TEXT OF COMMENTARY
Kai Ryssdal: If you happen to be one of those people who just can’t get enough of the United States tax code, the House Ways and Means Committee was the place for you to be today.
Chairman Charlie Rangel kicked off what he called the mother of all hearings. Four days of discussions centered around the idea of tax fairness. Things like the alternative minimum tax, and whether or not to raise taxes on already-rich private equity firms that go public to get richer. Groups like Blackstone that raised $4 billion in its IPO.
That raise would be a bad idea, says commentator Glenn Hubbard.
Glenn Hubbard: Congress placing a “Blackstone tax” on private equity firms seeking to go public calls to mind the alternative minimum tax.
The dreaded AMT was put into effect so that a small group of very wealthy people paid a fair share of taxes, and it turned into a tax monster that now touches the lives of many more people than just the very rich.
The Blackstone tax will also have its effects. For starters, it will give private equity giants like KKR cold feet. They’ve prospered without going public, and that means they’re more likely now to stay private to preserve their wealth. That means ordinary investors like you and me won’t be able to invest in the firms.
Raising taxes still more also makes it harder for America’s proportionately fewer public companies to compete head to head with global firms whose governments tax them at much lower levels.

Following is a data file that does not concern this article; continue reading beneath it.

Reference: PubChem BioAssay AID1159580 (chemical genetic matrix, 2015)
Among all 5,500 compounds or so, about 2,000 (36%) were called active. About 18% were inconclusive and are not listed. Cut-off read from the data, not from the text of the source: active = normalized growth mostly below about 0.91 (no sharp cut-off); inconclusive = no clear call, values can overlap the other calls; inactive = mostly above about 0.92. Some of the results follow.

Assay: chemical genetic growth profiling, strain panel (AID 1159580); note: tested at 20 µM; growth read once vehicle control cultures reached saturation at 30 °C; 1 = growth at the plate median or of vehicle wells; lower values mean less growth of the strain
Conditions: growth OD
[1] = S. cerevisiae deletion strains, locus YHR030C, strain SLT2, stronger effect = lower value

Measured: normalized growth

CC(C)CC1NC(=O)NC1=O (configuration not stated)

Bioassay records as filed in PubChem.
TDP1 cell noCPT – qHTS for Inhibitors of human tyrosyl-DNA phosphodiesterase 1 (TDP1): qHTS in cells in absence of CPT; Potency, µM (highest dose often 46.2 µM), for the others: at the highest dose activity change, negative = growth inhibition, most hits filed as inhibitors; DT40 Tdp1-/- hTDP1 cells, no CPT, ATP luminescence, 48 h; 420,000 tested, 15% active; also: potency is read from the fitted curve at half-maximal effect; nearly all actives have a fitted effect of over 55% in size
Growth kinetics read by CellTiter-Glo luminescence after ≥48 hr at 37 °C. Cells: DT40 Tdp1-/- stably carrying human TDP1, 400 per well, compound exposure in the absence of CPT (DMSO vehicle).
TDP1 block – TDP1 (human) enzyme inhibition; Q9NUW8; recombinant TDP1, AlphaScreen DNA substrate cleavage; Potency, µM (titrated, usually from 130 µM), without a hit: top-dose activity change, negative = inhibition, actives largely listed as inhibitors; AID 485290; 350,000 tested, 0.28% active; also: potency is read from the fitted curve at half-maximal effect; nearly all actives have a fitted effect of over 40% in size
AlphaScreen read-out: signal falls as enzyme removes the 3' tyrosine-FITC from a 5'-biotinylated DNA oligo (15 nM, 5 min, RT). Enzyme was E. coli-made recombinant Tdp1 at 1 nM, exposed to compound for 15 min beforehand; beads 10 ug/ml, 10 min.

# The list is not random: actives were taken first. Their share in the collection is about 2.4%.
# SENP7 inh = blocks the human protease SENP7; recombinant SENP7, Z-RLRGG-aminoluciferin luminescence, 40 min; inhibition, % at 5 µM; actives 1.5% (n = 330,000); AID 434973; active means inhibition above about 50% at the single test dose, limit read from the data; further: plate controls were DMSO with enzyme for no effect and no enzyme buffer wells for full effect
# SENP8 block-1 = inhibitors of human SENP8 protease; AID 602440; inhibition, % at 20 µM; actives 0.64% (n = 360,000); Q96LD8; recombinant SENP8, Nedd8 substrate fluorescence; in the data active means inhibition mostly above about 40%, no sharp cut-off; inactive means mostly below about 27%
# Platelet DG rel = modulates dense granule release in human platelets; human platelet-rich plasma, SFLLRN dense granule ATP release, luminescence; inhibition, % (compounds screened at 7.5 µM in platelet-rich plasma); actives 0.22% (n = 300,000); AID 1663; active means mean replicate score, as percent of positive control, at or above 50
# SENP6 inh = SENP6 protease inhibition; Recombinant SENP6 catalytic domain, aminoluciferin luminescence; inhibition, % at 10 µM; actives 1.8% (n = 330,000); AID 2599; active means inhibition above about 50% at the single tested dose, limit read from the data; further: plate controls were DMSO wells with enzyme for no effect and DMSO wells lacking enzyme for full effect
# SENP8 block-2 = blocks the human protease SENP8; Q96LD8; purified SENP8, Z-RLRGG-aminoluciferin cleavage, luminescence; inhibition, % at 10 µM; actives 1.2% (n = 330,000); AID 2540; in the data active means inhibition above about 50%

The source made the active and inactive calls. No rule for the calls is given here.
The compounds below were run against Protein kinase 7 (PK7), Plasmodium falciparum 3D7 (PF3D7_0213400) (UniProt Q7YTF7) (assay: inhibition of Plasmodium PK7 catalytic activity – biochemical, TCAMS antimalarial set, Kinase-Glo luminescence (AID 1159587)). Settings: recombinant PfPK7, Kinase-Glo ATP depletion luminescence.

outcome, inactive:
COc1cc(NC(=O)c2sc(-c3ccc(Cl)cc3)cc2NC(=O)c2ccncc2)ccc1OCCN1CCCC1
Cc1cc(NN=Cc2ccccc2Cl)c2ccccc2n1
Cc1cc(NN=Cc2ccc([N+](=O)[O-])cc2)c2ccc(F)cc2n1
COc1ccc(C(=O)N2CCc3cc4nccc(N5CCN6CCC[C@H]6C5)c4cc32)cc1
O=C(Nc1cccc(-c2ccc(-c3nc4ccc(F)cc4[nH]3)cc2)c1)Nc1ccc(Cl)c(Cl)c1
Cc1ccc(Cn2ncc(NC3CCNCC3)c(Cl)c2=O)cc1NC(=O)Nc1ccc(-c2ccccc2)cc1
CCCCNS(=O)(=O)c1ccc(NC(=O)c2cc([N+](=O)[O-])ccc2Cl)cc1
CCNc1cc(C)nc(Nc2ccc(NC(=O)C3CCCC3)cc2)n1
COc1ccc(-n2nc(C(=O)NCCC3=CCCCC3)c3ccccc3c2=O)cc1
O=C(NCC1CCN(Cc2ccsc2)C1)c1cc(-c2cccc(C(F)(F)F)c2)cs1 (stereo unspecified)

The question Senators Baucus and Grassley ought to study is not whether Blackstone’s investors should pay taxes twice — meaning pay taxes on both earnings and on shareholder dividends — but whether any investor should.
This double taxation leaves America’s corporate businesses the most highly taxed in the industrial world. And these high taxes are bad for investment, productivity and wages.
Congress did cut the tax on dividends and capital gains in 2003, increasing investment, stock prices and dividend payouts. But that cut is set to expire in 2010. Interestingly, the Chinese government, looking forward, is investing $3 billion in Blackstone to access this piece of America’s growth machine.
Our own Congress, by contrast, has forgotten the slippery-slope lesson of the AMT. In a terrible turn for tax policy, it’s beginning a large tax increase on capital instead. And we’ll pay the bill in decreased investing, lower market returns, and yes, lower wages.
Ryssdal: Glenn Hubbard’s Dean of the business school at Columbia University. He used to be the chairman of the Council of Economic Advisors for President Bush.
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